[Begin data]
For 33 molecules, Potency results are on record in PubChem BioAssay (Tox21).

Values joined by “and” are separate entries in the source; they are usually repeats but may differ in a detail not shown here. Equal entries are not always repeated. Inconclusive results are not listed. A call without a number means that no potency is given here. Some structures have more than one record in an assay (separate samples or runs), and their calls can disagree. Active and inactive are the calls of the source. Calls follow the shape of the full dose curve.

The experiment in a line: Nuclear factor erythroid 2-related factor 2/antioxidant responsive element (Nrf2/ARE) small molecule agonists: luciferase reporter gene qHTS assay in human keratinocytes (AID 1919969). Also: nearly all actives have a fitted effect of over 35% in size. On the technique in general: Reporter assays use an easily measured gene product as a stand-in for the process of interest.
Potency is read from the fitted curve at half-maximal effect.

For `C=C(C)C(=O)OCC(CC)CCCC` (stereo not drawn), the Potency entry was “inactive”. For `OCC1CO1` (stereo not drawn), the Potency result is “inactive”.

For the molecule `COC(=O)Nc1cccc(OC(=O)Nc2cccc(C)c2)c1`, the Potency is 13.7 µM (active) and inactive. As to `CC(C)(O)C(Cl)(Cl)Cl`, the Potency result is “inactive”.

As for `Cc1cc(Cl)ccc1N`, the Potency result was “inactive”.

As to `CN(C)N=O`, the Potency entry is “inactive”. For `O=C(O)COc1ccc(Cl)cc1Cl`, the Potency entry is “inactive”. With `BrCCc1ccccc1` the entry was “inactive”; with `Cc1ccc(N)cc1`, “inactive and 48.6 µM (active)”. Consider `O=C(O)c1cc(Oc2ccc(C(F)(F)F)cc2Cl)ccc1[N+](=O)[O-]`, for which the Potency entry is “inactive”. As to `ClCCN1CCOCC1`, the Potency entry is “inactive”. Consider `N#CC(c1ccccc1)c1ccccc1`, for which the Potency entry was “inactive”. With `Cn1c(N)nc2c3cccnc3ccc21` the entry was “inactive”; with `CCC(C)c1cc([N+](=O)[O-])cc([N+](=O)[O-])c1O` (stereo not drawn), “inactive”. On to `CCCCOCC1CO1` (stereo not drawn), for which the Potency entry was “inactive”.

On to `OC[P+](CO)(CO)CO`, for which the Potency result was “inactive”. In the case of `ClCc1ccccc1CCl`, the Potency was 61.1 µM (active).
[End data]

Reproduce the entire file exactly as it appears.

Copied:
For 33 molecules, Potency results are on record in PubChem BioAssay (Tox21).

Values joined by “and” are separate entries in the source; they are usually repeats but may differ in a detail not shown here. Equal entries are not always repeated. Inconclusive results are not listed. A call without a number means that no potency is given here. Some structures have more than one record in an assay (separate samples or runs), and their calls can disagree. Active and inactive are the calls of the source. Calls follow the shape of the full dose curve.

The experiment in a line: Nuclear factor erythroid 2-related factor 2/antioxidant responsive element (Nrf2/ARE) small molecule agonists: luciferase reporter gene qHTS assay in human keratinocytes (AID 1919969). Also: nearly all actives have a fitted effect of over 35% in size. On the technique in general: Reporter assays use an easily measured gene product as a stand-in for the process of interest.
Potency is read from the fitted curve at half-maximal effect.

For `C=C(C)C(=O)OCC(CC)CCCC` (stereo not drawn), the Potency entry was “inactive”. For `OCC1CO1` (stereo not drawn), the Potency result is “inactive”.

For the molecule `COC(=O)Nc1cccc(OC(=O)Nc2cccc(C)c2)c1`, the Potency is 13.7 µM (active) and inactive. As to `CC(C)(O)C(Cl)(Cl)Cl`, the Potency result is “inactive”.

As for `Cc1cc(Cl)ccc1N`, the Potency result was “inactive”.

As to `CN(C)N=O`, the Potency entry is “inactive”. For `O=C(O)COc1ccc(Cl)cc1Cl`, the Potency entry is “inactive”. With `BrCCc1ccccc1` the entry was “inactive”; with `Cc1ccc(N)cc1`, “inactive and 48.6 µM (active)”. Consider `O=C(O)c1cc(Oc2ccc(C(F)(F)F)cc2Cl)ccc1[N+](=O)[O-]`, for which the Potency entry is “inactive”. As to `ClCCN1CCOCC1`, the Potency entry is “inactive”. Consider `N#CC(c1ccccc1)c1ccccc1`, for which the Potency entry was “inactive”. With `Cn1c(N)nc2c3cccnc3ccc21` the entry was “inactive”; with `CCC(C)c1cc([N+](=O)[O-])cc([N+](=O)[O-])c1O` (stereo not drawn), “inactive”. On to `CCCCOCC1CO1` (stereo not drawn), for which the Potency entry was “inactive”.

On to `OC[P+](CO)(CO)CO`, for which the Potency result was “inactive”. In the case of `ClCc1ccccc1CCl`, the Potency was 61.1 µM (active).